Garner and Jessica Alba in "Valentine's Day"
GOOD NEWS! Esquire.com now has a new food section called "Eat Like a Man," which will be featuring restaurant articles by John Mariani and others from around the USA. THIS WEEK: WHERE TO EAT ON ST. VALENTINE'S DAY
Living High in Las Vegas
by John A. Curtas
NOTES FROM THE WINE CELLAR
MARGAUX: The Gold Standard of Bordeaux
by Brian Freedman
Living High in Las Vegas
by John A. Curtas
you'd expect for a city with so much moolah sloshing
around, Las Vegas is home to some of the best and
most expensive restaurants in the world. If you've
won big at the tables or need a way to restore your
spirit, these are the places to go.
most fundamentally French restaurant in town, Guy
Savoy's food is rarely less than perfect. His wine
list is probably the city's best, both in
breadth and depth, and it's filled with trophy bottles
from Savoy's cellar in Paris, as well as a large
selection of reasonably priced New World producers. No
matter what you choose, you can depend on Savoy's food
being spot-on renditions of the dishes that earned his
restaurant three Michelin stars in Paris, such as
gelée (Kumamotos atop oyster cream
topped with oyster jelly) and poulet en cocotte,
the creamiest, whitest veal chop on the planet. Savoy
features no beef in his Parisian original, but he's
proud of his tournedos here, as well as the American
veal plated and served by the top-notch
courses $80-$175, 10-course tasting menu $298. Open
Tue-Fri. for dinner only.
is only place to go in Las Vegas for sushi and
sashimi--when someone else is paying. The quality of
the raw ingredients (most flown in from Japan) is an
immediate education in the subtleties that comprise a
superior Japanese dining experience. The size of your
pocket and your sensibilities will determine whether
you think paying $15 apiece for toro tuna, or $10
apiece for akamutsu
(deep-sea snapper), or $34 for a kegani hairy-crab
is worth it. Ignore the gymnasium feel of the place
and be dazzled by the dancing shrimp, whitefish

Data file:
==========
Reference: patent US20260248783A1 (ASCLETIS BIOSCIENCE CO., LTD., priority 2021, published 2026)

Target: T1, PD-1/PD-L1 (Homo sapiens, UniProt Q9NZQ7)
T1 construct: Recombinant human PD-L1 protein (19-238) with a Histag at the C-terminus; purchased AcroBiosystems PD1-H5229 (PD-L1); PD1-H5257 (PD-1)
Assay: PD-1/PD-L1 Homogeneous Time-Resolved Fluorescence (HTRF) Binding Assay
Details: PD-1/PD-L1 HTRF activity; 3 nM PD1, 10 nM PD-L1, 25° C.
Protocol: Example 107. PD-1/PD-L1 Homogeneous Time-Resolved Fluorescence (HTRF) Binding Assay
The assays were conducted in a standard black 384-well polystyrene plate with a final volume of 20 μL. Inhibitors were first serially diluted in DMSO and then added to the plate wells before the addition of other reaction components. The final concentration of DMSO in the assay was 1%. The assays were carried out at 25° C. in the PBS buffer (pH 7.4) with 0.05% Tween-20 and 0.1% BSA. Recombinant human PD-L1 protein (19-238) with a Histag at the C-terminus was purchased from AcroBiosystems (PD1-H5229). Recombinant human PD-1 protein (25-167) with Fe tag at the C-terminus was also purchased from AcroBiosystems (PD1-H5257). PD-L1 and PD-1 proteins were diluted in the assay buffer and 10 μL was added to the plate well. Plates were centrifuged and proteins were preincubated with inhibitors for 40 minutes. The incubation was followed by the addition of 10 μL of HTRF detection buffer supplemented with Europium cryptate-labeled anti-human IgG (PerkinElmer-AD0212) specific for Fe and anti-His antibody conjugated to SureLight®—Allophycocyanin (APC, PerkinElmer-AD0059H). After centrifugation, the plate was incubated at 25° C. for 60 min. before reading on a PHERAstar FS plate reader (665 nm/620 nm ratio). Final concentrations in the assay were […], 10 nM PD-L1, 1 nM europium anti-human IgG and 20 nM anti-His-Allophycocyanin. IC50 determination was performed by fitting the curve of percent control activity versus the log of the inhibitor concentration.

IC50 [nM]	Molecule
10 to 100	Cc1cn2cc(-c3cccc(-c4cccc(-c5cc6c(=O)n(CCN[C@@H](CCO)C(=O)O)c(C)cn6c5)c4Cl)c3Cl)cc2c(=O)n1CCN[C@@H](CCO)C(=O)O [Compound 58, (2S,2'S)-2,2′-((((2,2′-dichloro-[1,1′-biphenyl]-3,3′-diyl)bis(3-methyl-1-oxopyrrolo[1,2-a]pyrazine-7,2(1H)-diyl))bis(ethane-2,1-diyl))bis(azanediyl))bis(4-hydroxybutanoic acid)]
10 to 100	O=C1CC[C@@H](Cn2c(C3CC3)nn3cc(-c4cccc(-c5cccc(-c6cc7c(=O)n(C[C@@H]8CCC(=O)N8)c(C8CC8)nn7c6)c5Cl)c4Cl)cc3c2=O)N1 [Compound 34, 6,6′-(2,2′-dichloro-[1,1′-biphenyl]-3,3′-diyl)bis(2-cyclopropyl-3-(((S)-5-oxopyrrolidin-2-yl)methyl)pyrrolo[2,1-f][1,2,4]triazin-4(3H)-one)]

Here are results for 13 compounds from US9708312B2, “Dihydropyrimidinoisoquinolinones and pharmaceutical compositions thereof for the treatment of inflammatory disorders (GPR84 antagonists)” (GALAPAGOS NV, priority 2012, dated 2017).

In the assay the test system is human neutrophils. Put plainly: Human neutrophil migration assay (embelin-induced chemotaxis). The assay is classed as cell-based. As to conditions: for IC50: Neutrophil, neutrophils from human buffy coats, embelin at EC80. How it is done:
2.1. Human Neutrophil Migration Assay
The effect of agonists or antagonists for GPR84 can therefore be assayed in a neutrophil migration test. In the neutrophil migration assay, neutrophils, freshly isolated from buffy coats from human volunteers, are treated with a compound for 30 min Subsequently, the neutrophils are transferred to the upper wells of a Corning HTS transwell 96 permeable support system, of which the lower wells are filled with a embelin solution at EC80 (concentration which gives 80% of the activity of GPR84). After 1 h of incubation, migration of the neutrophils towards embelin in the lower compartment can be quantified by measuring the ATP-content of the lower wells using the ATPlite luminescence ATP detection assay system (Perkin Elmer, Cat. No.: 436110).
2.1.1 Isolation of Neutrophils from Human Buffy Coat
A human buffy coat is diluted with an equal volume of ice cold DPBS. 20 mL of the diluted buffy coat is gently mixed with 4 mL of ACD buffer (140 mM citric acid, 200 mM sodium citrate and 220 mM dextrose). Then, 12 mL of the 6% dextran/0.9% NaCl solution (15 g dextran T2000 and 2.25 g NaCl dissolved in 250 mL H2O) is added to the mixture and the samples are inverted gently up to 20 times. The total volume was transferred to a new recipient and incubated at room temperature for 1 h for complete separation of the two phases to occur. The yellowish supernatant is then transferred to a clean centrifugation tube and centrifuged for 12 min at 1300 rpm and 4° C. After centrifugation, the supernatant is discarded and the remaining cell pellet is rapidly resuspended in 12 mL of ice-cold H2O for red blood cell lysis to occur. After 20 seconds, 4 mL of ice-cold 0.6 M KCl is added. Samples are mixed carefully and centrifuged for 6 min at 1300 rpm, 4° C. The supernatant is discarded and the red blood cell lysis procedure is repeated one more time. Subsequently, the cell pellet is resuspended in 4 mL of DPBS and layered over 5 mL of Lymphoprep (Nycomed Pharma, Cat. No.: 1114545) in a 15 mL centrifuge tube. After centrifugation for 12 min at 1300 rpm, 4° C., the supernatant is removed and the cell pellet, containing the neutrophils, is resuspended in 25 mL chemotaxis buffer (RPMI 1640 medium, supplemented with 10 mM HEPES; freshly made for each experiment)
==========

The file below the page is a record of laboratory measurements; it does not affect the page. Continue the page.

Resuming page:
sampling platter, yari
ika (squid) or the kanpachi with jalapeño sotomaki,
each one more ethereal than the last. Average main courses
$26-$38, sushi from $6 per piece, early-evening set
menu $49. Open
Wed-Sun. for dinner only.
Is this the best of scores of
high-end steakhouses in Vegas? Wolfgang Puck's
offshoot from the Beverly Hills original certainly
serves up the most inventive non-steak dishes. Everything from
the pristine oxtail broth to the bone-marrow flan to
the hot potato knishes to the lamb chops with a
to the thyme-lavender roasted duck to the classic
Dover sole are the equal of the prime grass- and
corn-fed beef on offer. In fact, some tables skip the
steaks entirely and make a meal from the stunning
small plates, appetizers and sides. The wine list,
under sommelier Lindsey Whipple, has vastly improved
in the past two years, both in selection and price. Starters from $17,
steaks from $51; open daily for dinner only.
Chef/owner Costas Spiliadis seems to be on the premises for a remarkable amount of the time for a man who has restaurants on two continents. This offshoot of the Montreal original (others reside in New York and Athens) has a serene elegance that strikes you as soon as you enter the low-ceilinged, softly lit space and is detected in every refined, discriminating ingredient placed before you. The two-page menu has 11 appetizers on the left side, five salads and vegetables on the right, and a single heading that says simply From The Sea, leading you to the huge fish/seafood/vegetable counter against the far wall, where the day's catch is displayed for you to peruse and choose from. Main courses $40-75. Open daily for lunch and dinner.
Paris doesn't have one. Neither does London or New York. Only Vegas has the eponymous dining salon named after and run by "The Chef of the Century" (well, according to Gault-Millau back in 1990). As stale as the accolade might be, there is nothing tired about the food being turned out at this exquisite, relentlessly French jewel box in the bowels of the MGM Hotel. Bring money and an appetite, because you'll need both to support the ornate, precise, and highly decorative food being turned out by Joël's chief lieutenant, Claude Le Tohic. Between them, they create seasonal menus of impeccable provenance. Whether it's Australian spiny lobster in a Thai herb broth, or "chaud-froid" (hot-cold) sea urchin on a fennel/potato puree flecked with anise-spiked orange, this is over-the-top cooking that makes no apologies for its extravagance. Two-course menu $120, three-course menu $160, 16-course tasting menu $425. Open nightly for dinner.
de Joël Robuchon MGM Grand Hotel
MGM Grand Hotel
Begin at the sleek counter with crisp langoustine fritters served with a smudge of basil pesto. From there the possibilities range from good prosciutto served with toasted tomato bread, ethereal poached Kumamoto oysters sitting in their shells in a warm bath of salted butter, to a beautiful piece of sautéed duck liver atop a tiny minced-citrus gratin. L'Atelier is hands-down the favorite "everyday" casual restaurant of every chef and foodie in Vegas. It's expensive (though far less expensive than its big brother next door), but almost flawless. Every dish highlights what perfectionist chefs--in this case executive chef Steve Benjamin and pastry chef Kamel Guechida--can do with the best ingredients money can buy. Main courses from $59, seasonal discovery tasting menu $155. Open nightly for dinner.